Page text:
7-9-23 Trinity 5

July 9, 2023
Passage: Luke 5:1-11
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St. Peter was a good man. He and his fishing partners had just finished fishing. They were done fishing, but not done working. Yet, still, when Peter saw a crowd of people following Jesus along the lake, he stopped cleaning his nets, he stopped working, and listened to Jesus preach. Then he even lent Jesus his boat to use as a pulpit. In this way, Peter helped ensure that all the multitude following Jesus also could see and hear Jesus preach. Then we hear of Peter’s obedience to the command of Jesus, even as this obedience required him not to rely on his own previous experience. Because as far as he, a veteran fisherman, was concerned, Peter knew that it was a bad day for fishing. They had toiled all night and caught nothing. Still, he listened to Jesus and trusted His promise. Peter answered Jesus, “nevertheless at Your word I will let down the net.”

Peter serves as a good example for us Christians today. Really, his behavior in this passage describes the entire Christian life.

Because like Peter, we Christians stop what we’re doing. We purposefully make time every week for attending church. We don’t skip church to work or play sports or hunt or camp or do something else. No, we don’t despise preaching and His Word, but we hold it sacred and gladly hear and learn it. And we also purposefully make time every single day for reading our Bible and for prayer. As much as our bodies need food and exercise, much more do our souls need spiritual food and spiritual exercise. This spiritual food is God’s Word and this exercise is prayer.

Also like Peter, we give both our time and our money to ensure that our church always has what it absolutely needs: a pulpit with a preacher. Peter gave Jesus a boat for preaching; we give our pastor a pulpit. You, right now, are sitting in what is called the nave of the church. “Nave” comes from the Latin word meaning “ship” or “boat.” In fact, in many churches, if you look up, the ceiling looks like you could just as easily be looking down at the ribs of a huge boat. Because Jesus preached from a boat. And so we give the preacher a place at the very front of our modest boat, where we can all see and hear him preach Christ’s Word to us.

And then, finally, like Peter, we don’t doubt God’s command; we obey it. The command that Jesus gave to Peter had a promise attached to it. “Lower your nets, Peter, and you’ll catch fish.” Peter knew that he didn’t have the power to catch a single fish. He’d tried and failed a lot. But if Jesus commanded him to do it? Well, who was Peter to doubt that it would work this time? And so we, too—we don’t trust in our own works, in our own experiences, but we trust in God’s work. And we obey God’s commands. We obey God’s command to baptize our babies, and then He fulfills His promise and through baptism, He makes our children His own children. We obey God’s command to come to church, and then He keeps His promise to build us up here by comforting and strengthening us through His Word, Sacraments, and the fellowship of one another. And we obey God’s command to come to the Lord’s Supper, and then we receive the promised forgiveness of sins in Christ’s body and blood. We obey God’s command to pray for everything we need in body and soul, and then God actually keeps His promise to hear our prayers, yes, He answers them.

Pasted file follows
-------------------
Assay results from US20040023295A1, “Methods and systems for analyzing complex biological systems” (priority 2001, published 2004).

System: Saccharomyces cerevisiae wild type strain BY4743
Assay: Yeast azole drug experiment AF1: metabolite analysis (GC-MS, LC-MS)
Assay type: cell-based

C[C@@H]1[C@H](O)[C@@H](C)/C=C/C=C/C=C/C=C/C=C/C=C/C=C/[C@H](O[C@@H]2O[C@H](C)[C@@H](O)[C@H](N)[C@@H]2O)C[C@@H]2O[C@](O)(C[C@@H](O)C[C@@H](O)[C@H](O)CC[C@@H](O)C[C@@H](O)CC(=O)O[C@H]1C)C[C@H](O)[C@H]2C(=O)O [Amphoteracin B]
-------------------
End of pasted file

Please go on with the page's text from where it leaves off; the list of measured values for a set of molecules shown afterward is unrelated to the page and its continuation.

“At your Word, Lord, I will obey you,” we say, “both because you have commanded me and because I know that your Word offers me a heavenly, eternal promise.” So we obey God’s commands unquestioningly.

But this, of course, is not the end of our passage. Nor does this describe the entire life of a Christian. Peter doesn’t simply go to work, go to church, provide for his preacher, and trust in God’s Word unquestioningly. No, in addition to all of this, Peter was still struggling, Peter was still afraid. Peter’s conscience was weighed down more than the fish could possibly weigh down the boat now sinking beneath his feet. In a moment, Peter’s boat became too crowded. But not on account of the countless fish. No, it was the Son of God in his midst Who caused Peter suddenly to fear. It was too much for him to handle. Peter knew that no man could see God’s face and live. But right there in his boat, Peter was looking God in the face. In Jesus, Peter saw holiness and power. In himself, Peter saw sin and unworthiness. And he was terrified! So Peter fell at the knees of his Lord and called out in fear and desperation: “Depart from me, for I am a sinful man, O Lord!”

Perhaps you know what Peter was going through. The feeling of darkness and death working its way into your conscience and tormenting your Christian heart for being so weak. It’s the weight of sin itself on your conscience. But it’s more than the knowledge that you’ve sinned. It’s the knowledge that God knows, that He sees your sin. And it’s the knowledge that He hates your sin and wants you to stop sinning. And, oh, how you want this same thing but can’t do it!

Perhaps you, like Peter, amidst shame, embarrassment, frustration, or just plain fear have thought it better that the Holy One, the One Who has purchased and won you from sin, death, and the power of the devil with His holy precious blood on the cross—that it would be better that this One should depart from you rather than to remain with you and thereby destroy you.

But no. To Peter, who was on the brink of despair. To Peter, staring down both death and the harsh reality of his own sin. To Peter Jesus says, “Do not be afraid.”